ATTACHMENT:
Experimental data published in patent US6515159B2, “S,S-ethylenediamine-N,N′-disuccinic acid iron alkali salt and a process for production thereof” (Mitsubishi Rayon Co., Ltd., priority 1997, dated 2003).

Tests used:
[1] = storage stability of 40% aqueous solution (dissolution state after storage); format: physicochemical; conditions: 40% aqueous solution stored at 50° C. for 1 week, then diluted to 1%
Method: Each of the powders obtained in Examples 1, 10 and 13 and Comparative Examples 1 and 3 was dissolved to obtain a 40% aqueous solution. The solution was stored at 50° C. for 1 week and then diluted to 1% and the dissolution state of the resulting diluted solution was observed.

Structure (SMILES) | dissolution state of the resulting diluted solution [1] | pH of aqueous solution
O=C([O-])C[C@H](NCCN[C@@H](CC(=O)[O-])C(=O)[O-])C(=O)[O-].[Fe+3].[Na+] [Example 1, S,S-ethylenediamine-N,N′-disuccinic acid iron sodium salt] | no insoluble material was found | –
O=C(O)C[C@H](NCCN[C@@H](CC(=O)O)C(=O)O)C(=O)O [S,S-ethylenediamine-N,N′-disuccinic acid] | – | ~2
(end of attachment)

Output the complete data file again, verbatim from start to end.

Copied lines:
Experimental data published in patent US6515159B2, “S,S-ethylenediamine-N,N′-disuccinic acid iron alkali salt and a process for production thereof” (Mitsubishi Rayon Co., Ltd., priority 1997, dated 2003).

Tests used:
[1] = storage stability of 40% aqueous solution (dissolution state after storage); format: physicochemical; conditions: 40% aqueous solution stored at 50° C. for 1 week, then diluted to 1%
Method: Each of the powders obtained in Examples 1, 10 and 13 and Comparative Examples 1 and 3 was dissolved to obtain a 40% aqueous solution. The solution was stored at 50° C. for 1 week and then diluted to 1% and the dissolution state of the resulting diluted solution was observed.

Structure (SMILES) | dissolution state of the resulting diluted solution [1] | pH of aqueous solution
O=C([O-])C[C@H](NCCN[C@@H](CC(=O)[O-])C(=O)[O-])C(=O)[O-].[Fe+3].[Na+] [Example 1, S,S-ethylenediamine-N,N′-disuccinic acid iron sodium salt] | no insoluble material was found | –
O=C(O)C[C@H](NCCN[C@@H](CC(=O)O)C(=O)O)C(=O)O [S,S-ethylenediamine-N,N′-disuccinic acid] | – | ~2